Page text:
Apr. 1, 2012
Beginning on April 6, we will begin the observance of Pesach. One of the names for this holiday is Chag haAviv or the Festival
of Spring. The Passover seder has many symbols of springtime, and references our history as farmers with prayers of thanks to G-d for life itself woven into the various parts of the seder. The name Chag haMatzot or the Festival of Matza is another name that reminds us of the y'tsiaht mitsrayim (leaving Egypt in haste) and the bread that was baked so fast that it didn't have time to rise. The name Z'man Cheiruteinu is a name for Passover (or Pesach, in Hebrew) that reminds us that Pesach is a time for us to remember being freed from slavery. The name Pesach can be understood to mean passing over as the Jewish children were passed over or spared from the tenth plague of the slaying of the first born.
This holiday, in my opinion, has more opportunities for families and friends to share precious moments together. It can also be a very bittersweet time for us as we remember the loved ones who were once with us at this season but now are a memory, or those of our people who were taken from us during the time of the Shoah. We are instructed to tell and retell the stories of Pesach to all our children and for good reason. At weddings we say im eshkachech, or if I forget; and so it is with the lessons to be learned from this festival. We should also say im eshkachech, if I forget, as we must continue to remember.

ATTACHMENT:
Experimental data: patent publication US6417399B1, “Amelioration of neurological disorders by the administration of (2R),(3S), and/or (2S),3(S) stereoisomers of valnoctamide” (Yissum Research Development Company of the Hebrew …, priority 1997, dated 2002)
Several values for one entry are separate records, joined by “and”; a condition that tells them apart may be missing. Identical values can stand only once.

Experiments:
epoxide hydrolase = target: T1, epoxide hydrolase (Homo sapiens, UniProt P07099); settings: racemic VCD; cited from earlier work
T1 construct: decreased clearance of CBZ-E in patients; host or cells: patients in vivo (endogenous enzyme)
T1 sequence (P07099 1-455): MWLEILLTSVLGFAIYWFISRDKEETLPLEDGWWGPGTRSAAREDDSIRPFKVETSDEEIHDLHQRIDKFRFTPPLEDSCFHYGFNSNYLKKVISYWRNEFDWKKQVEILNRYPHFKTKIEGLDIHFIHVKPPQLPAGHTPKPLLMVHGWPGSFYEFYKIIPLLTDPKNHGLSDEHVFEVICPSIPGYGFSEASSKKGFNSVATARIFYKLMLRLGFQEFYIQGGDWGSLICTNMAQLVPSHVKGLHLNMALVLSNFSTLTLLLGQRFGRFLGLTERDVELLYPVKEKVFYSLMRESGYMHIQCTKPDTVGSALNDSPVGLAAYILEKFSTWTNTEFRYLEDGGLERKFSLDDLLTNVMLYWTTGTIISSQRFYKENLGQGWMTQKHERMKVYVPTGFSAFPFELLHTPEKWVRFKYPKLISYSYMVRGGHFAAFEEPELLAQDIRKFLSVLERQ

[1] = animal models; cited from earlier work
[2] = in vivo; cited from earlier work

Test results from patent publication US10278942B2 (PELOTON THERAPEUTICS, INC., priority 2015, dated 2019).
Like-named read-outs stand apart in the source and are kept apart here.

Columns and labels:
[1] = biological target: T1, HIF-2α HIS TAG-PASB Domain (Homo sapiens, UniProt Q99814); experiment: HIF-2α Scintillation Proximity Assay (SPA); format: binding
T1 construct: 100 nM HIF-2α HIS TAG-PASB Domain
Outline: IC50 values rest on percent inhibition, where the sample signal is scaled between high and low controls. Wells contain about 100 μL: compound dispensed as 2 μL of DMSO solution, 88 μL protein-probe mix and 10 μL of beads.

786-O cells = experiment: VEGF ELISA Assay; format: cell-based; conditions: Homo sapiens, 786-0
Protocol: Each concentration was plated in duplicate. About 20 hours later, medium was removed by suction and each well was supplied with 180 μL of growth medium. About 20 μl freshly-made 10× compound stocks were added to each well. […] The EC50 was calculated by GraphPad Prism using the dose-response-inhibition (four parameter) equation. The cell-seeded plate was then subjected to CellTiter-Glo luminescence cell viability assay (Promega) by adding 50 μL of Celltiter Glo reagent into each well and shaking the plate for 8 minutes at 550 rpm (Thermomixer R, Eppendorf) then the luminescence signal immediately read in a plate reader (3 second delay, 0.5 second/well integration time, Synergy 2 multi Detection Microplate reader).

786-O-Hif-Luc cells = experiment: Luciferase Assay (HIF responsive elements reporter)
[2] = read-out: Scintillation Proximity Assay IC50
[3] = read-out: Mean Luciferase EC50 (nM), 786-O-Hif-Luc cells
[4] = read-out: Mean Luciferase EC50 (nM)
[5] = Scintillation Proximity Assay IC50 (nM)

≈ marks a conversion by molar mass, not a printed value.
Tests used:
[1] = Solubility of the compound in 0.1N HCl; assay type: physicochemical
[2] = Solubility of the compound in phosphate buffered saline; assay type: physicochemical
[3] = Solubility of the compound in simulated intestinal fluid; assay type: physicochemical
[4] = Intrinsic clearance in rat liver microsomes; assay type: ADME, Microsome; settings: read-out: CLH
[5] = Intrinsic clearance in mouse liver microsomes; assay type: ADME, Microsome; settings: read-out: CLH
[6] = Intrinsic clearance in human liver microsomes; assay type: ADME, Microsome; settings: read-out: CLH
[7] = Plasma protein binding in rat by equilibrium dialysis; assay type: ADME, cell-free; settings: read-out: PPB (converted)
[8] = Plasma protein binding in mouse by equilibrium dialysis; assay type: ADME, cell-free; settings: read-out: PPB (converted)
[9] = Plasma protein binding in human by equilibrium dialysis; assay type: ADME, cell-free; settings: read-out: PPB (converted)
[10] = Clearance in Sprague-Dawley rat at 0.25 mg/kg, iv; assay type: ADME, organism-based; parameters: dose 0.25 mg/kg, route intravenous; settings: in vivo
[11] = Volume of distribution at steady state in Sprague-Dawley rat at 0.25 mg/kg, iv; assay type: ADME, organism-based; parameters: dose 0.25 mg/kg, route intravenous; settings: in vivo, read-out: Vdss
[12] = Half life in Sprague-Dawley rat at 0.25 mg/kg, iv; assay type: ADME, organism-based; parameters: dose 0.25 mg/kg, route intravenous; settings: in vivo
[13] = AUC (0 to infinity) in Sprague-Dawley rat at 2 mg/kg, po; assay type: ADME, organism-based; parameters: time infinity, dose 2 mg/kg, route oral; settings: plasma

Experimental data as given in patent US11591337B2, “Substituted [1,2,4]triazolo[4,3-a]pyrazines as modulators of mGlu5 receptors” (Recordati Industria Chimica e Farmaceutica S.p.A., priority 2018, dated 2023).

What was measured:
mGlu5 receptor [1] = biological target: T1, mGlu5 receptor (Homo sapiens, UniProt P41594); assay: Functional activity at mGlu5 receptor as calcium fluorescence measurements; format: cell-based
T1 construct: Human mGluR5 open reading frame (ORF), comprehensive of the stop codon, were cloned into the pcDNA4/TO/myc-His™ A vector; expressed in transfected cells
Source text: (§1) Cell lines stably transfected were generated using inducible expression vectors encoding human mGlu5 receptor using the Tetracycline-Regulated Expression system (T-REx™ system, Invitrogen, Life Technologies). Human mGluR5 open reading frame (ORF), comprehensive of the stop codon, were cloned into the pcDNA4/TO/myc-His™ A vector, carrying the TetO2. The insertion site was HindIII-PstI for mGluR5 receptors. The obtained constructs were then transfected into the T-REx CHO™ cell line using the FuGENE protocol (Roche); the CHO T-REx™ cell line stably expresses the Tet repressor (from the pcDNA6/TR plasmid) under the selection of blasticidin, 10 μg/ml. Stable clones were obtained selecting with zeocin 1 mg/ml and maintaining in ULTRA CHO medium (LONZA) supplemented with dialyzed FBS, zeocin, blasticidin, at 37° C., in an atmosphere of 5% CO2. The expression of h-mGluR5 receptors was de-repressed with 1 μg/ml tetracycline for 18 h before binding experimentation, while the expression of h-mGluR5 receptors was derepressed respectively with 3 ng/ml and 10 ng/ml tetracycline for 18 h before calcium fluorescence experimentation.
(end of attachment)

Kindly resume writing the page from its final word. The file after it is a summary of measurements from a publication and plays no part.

Some years ago we were visited by a group from Los Angeles' Congregation Bet T'shuva with whom we participated in a seder that examined the idea that many of us have addictions or people in our lives that struggle with addiction.
On March 29, clergy and members of the First Presbyterian Church of Burlingame joined members of PTS for a Freedom Seder, at which we considered the fact that there still exists in the world today slavery, oppression, and all the elements that lead to these conditions. We will reinterpret many of the symbols of the seder to address current political and social issues. Embedded in all this is the knowledge that we can all work together for change. We might not fix everything but as the Talmud's Pirkei Avot tells us, "It is not incumbent upon us to finish the work but neither can we desist from it."
The final words of a traditional seder end in song with the words L'shana haBa'ah b'Yerushalayim, or next year in Jerusalem.
A vision of what should be there for each of us. For some it is the ability to travel to Jerusalem, while for others it is to be able to work and provide for their families, and yet others to have the opportunity to go to school. They are all part of the yerusha, or inheritance, that should be available to all of us and our children and the children that are yet to be.
L'Shana haBa'ah, in the year to come... Let us all work for the day when each of us can, in the words of Mica, "...sit under our vine and/or fig tree with none to make us afraid..." or be able to do what we or be where we want to be and with whomever in freedom and safety.
Ken yirbu. Chag sameach.